3D Printing Digital Elevation Models

Have you ever wanted to make a 3D print of your favorite mountain peak, city-scape, or tourist destination? OpenTopography's video tutorial demonstrates how to prepare a digital elevation model (DEM) for 3D printing. Each software package in the tutorial is freely available for download. In the tutorial, we describe step-by-step how to create the standard triangle language (STL) file that is commonly used in 3D printing. We use the DEMto3D plugin in QGIS to generate the STL file, which can then be viewed and modified using the 3D Builder software. You can find a number of pre-made STL files for 3D printing on our OpenLandform Catalog.

This YouTube video tutorial explains how to create a 3D printable model from a DEM downloaded from OpenTopography:

3D Printing DEMs Workflow

You can find topography data via OpenTopography's portal to download high resolution digital elevation models (DEMs). 3D prints can be made using a digital terrain model (DTM), which depicts just the bare Earth surface, or a digital surface model (DSM), which depicts vegetation, buildings, and other structures at Earth's surface. DTMs are preferable when printing topographic landforms, and DSMs are preferable when printing urban environments.

Open the DEM in QGIS and install the "DEMto3D" plugin. This plugin will allow you to select the print extent of your 3D model, the print spacing, the dimensions/scale, the vertical exaggeration, and the model base thickness. The plugin then exports and creates a STL file, which can be opened and viewed in software such as 3D Builder. This software can also be used to engrave the name of the location/landform into the 3D print or reduce/expand the height of the base.

The STL file is then ready to be imported into your 3D printer software and printed. If you do not have access to a 3D printer, there are a variety of websites that provide 3D printing services such as Craftcloud, 3D Experience Marketplace, and Treatstock.

Download DEM Generate STL file in QGIS Print using 3D printer

The above print of the Yakima River, WA was printed on a MakerBot Replicator+ 3D printer using PLA filament. Extrusion-based 3D printers like this will naturally produce visible 'layer lines' on the final product.

Common Types of 3D Printing

Fused Depositional Modeling (FDM) Stereolithography (SLA) Selective Laser Sintering (SLS)

Sunset Crater, AZ

Garlock Fault Zone, Ridgecrest, CA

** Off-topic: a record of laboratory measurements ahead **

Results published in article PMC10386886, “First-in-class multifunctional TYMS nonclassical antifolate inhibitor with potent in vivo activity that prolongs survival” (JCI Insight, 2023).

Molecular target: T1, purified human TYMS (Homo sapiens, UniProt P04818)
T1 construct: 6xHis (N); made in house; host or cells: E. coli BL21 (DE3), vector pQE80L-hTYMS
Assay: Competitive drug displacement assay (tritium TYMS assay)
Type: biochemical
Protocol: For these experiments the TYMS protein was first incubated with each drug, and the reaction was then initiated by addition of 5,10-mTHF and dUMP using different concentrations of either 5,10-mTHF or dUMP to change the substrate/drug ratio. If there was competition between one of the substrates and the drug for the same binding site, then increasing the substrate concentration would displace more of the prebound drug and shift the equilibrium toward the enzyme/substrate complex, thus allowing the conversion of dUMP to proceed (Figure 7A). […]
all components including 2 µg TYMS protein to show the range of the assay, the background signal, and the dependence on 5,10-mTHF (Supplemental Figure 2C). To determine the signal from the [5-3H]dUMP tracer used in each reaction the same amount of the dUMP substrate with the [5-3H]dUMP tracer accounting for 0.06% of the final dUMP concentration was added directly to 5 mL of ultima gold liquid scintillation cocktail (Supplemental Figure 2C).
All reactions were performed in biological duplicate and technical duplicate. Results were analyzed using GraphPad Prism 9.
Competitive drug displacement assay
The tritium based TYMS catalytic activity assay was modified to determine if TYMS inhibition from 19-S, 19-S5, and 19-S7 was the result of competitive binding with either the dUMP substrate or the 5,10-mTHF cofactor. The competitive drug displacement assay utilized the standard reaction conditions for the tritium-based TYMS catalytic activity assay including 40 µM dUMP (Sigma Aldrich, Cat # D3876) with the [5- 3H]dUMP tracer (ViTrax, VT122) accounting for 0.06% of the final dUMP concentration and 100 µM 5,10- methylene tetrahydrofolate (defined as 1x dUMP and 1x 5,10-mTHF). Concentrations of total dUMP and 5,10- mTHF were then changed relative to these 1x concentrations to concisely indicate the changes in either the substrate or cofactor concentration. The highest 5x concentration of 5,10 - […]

Dragon's Back Ridge, San Andreas Fault, CA
  • Also known as Fused Filament Fabrication (FFF)
  • Extrudes thermoplastic filaments like PLA or ABS
  • Results in visible 'layer lines' reminiscent of contour lines
  • Low-cost and most widely used 3D printing method
  • Common layer thickenss of 0.1-0.3 mm
  • Uses a laser to cure liquid resin into hardened plastic
  • Produces fine features and high detail
  • Smooth surface without visible layer lines
  • Desktop printers available, but higher on-demand cost
  • Common layer thickness of 0.1 mm
  • Uses a laser to sinter polymer powder into a solid structure (commonly uses Nylon PA12)
  • Can easily produce designs with complex geometries
  • Generally smooth surface without visible layer lines
  • Industrial 3D printing process, higher cost
  • Common layer thickness of 0.1-0.12 mm

The type of 3D printing used will impact the details of the topography that can be conveyed. FDM prints can effectively capture large-scale topographic landforms and features. As a nozzle extrudes each individual print layer, FDM prints have 'layer lines' that are reminiscent of contour intervals. These lines may be of benefit if working to translate 2D contour maps to a 3D understanding of the landscape. Both SLA and SLS printing methods are able to capture exceptionally fine detail, highlighting smaller scale features of the topography. This increased detail, though, comes at a higher production cost.

Comparison of 3D prints of Manti-La Sal National Forest, Utah made using FDM printing with PLA filament (left) and SLA resin printing (right). The FDM print shows less detail and has distinct layer lines, but is significantly cheaper to produce. The SLA resin print captures all the fine detail of the topography but can be comparatively 5x as expensive to produce when using an online printing service.

3D Printing Examples

Multiple schools and organizations have already created 3D models from elevation data hosted by OpenTopography. For example, students at the Indiana School for the Blind and Visually Impaired can tactfully explore their campus with this 3D printed map of their school.


Pre-made STL files are available to download for the majority of landforms on our OpenLandform Catalog. Below are examples of prints using these files.

Lateral moraines of the Teton Front Range, Wyoming. FDM print with PLA filament. Landslide in the Alaska Range along Denali-Totschunda Fault System, Alaska. FDM print with PLA filament.